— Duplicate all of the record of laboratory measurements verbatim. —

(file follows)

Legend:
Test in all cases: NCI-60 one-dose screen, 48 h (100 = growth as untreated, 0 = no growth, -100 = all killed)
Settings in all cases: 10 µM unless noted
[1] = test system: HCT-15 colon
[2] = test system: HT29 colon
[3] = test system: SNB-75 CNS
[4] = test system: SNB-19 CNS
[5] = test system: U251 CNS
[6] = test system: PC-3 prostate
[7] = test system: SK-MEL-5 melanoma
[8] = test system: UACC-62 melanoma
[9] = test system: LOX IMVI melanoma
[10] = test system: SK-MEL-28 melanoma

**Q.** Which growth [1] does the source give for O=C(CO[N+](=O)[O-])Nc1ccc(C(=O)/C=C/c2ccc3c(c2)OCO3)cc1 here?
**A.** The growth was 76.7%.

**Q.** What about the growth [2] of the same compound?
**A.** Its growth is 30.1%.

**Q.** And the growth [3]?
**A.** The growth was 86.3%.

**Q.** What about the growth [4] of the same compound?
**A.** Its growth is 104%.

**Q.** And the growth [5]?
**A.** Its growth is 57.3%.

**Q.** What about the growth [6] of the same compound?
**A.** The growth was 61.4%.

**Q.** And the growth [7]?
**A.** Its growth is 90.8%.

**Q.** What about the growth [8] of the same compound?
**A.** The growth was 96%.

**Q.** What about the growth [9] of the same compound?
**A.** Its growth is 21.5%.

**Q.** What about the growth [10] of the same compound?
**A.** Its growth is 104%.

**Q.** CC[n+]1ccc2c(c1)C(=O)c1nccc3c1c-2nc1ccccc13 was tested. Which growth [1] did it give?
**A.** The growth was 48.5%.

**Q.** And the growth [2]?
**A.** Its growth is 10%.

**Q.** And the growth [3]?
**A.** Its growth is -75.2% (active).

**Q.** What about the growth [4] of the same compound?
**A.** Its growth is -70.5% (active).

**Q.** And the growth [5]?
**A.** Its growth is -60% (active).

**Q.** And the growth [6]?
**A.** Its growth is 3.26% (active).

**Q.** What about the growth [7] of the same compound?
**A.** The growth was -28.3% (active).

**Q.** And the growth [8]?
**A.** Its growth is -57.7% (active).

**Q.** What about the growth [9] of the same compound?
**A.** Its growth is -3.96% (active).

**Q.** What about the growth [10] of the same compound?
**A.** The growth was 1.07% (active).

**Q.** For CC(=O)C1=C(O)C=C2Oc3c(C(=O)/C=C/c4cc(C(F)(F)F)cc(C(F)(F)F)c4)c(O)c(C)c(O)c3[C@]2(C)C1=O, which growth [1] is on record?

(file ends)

Legend:
Test in all cases: NCI-60 one-dose screen, 48 h (100 = growth as untreated, 0 = no growth, -100 = all killed)
Settings in all cases: 10 µM unless noted
[1] = test system: HCT-15 colon
[2] = test system: HT29 colon
[3] = test system: SNB-75 CNS
[4] = test system: SNB-19 CNS
[5] = test system: U251 CNS
[6] = test system: PC-3 prostate
[7] = test system: SK-MEL-5 melanoma
[8] = test system: UACC-62 melanoma
[9] = test system: LOX IMVI melanoma
[10] = test system: SK-MEL-28 melanoma

**Q.** Which growth [1] does the source give for O=C(CO[N+](=O)[O-])Nc1ccc(C(=O)/C=C/c2ccc3c(c2)OCO3)cc1 here?
**A.** The growth was 76.7%.

**Q.** What about the growth [2] of the same compound?
**A.** Its growth is 30.1%.

**Q.** And the growth [3]?
**A.** The growth was 86.3%.

**Q.** What about the growth [4] of the same compound?
**A.** Its growth is 104%.

**Q.** And the growth [5]?
**A.** Its growth is 57.3%.

**Q.** What about the growth [6] of the same compound?
**A.** The growth was 61.4%.

**Q.** And the growth [7]?
**A.** Its growth is 90.8%.

**Q.** What about the growth [8] of the same compound?
**A.** The growth was 96%.

**Q.** What about the growth [9] of the same compound?
**A.** Its growth is 21.5%.

**Q.** What about the growth [10] of the same compound?
**A.** Its growth is 104%.

**Q.** CC[n+]1ccc2c(c1)C(=O)c1nccc3c1c-2nc1ccccc13 was tested. Which growth [1] did it give?
**A.** The growth was 48.5%.

**Q.** And the growth [2]?
**A.** Its growth is 10%.

**Q.** And the growth [3]?
**A.** Its growth is -75.2% (active).

**Q.** What about the growth [4] of the same compound?
**A.** Its growth is -70.5% (active).

**Q.** And the growth [5]?
**A.** Its growth is -60% (active).

**Q.** And the growth [6]?
**A.** Its growth is 3.26% (active).

**Q.** What about the growth [7] of the same compound?
**A.** The growth was -28.3% (active).

**Q.** And the growth [8]?
**A.** Its growth is -57.7% (active).

**Q.** What about the growth [9] of the same compound?
**A.** Its growth is -3.96% (active).

**Q.** What about the growth [10] of the same compound?
**A.** The growth was 1.07% (active).

**Q.** For CC(=O)C1=C(O)C=C2Oc3c(C(=O)/C=C/c4cc(C(F)(F)F)cc(C(F)(F)F)c4)c(O)c(C)c(O)c3[C@]2(C)C1=O, which growth [1] is on record?